"...when they haven't caught on at all in the present?"

To add to what Robin wrote above, the relative ease of divorce over the last 50 years was a huge change in a social technology that was largely accepted.

In 2005 I went one further and told friends by 2030 marriage will be mostly over in the most developed countries as virtual reality becomes extremely realistic and time consuming.

I was half -joking - but only half.

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For the same reason that any innovation ever happens. People eventually try new things, find some of them better, switch.

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> It is a common habit of futurists to populate their imagined futures with many visions of more efficient physical technologies, but to presume no gains in social technologies. I think we should instead also expect the adoption of more efficient social technologies, especially in a more competitive world such as the em world would be. Which is why I tried to outline some changes of this sort. But it seems Baum prefers the usual habit.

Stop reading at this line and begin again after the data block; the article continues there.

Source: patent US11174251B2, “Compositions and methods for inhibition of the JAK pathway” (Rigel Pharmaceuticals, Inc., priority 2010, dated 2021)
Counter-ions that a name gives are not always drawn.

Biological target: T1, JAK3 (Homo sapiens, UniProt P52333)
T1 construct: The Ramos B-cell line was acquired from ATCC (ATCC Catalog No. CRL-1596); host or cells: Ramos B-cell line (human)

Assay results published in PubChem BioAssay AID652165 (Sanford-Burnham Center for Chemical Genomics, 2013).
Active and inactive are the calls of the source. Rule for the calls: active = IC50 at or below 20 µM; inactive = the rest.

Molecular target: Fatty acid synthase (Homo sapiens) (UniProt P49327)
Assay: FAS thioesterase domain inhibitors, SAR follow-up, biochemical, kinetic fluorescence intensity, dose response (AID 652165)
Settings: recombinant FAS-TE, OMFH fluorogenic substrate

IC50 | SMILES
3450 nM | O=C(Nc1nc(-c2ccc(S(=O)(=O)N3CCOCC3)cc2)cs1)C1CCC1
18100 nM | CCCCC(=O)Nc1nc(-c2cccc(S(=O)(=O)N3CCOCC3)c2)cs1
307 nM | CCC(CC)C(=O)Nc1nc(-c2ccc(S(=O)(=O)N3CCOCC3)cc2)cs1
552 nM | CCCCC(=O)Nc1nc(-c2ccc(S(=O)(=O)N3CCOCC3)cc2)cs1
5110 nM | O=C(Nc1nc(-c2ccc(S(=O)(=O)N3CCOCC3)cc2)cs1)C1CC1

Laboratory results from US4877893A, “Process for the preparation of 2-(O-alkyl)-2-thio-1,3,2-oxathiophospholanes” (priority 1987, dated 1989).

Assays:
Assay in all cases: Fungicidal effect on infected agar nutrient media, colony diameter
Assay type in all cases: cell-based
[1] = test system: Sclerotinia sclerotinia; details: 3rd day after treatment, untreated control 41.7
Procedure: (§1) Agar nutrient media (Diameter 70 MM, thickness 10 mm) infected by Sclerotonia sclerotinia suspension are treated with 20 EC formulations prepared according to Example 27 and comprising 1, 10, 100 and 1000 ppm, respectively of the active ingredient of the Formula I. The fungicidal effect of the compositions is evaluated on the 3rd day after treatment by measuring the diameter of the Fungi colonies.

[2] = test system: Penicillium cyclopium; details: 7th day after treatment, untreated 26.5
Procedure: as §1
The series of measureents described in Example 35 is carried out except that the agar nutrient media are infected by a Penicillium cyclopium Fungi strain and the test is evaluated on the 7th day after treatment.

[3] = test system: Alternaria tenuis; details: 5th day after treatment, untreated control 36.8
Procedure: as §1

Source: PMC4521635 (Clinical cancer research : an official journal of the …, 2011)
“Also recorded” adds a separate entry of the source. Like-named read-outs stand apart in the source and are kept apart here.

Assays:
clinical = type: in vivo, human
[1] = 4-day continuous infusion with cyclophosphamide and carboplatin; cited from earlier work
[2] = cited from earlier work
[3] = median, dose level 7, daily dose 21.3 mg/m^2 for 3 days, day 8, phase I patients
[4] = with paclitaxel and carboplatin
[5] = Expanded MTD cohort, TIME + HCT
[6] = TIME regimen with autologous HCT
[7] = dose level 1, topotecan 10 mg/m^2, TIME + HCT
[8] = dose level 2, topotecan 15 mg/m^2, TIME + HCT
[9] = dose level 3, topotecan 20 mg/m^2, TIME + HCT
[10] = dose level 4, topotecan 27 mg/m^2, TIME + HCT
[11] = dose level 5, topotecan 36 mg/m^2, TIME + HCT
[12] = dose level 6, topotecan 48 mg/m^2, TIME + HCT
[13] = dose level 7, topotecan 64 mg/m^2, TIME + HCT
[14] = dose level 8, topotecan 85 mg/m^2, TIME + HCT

This seems like a fairly rude non-response to criticism, basically saying that Baum is just too set in his ways to understand your argument. Could you explain why you think these social technologies will catch on in the future when they haven't caught on at all in the present?

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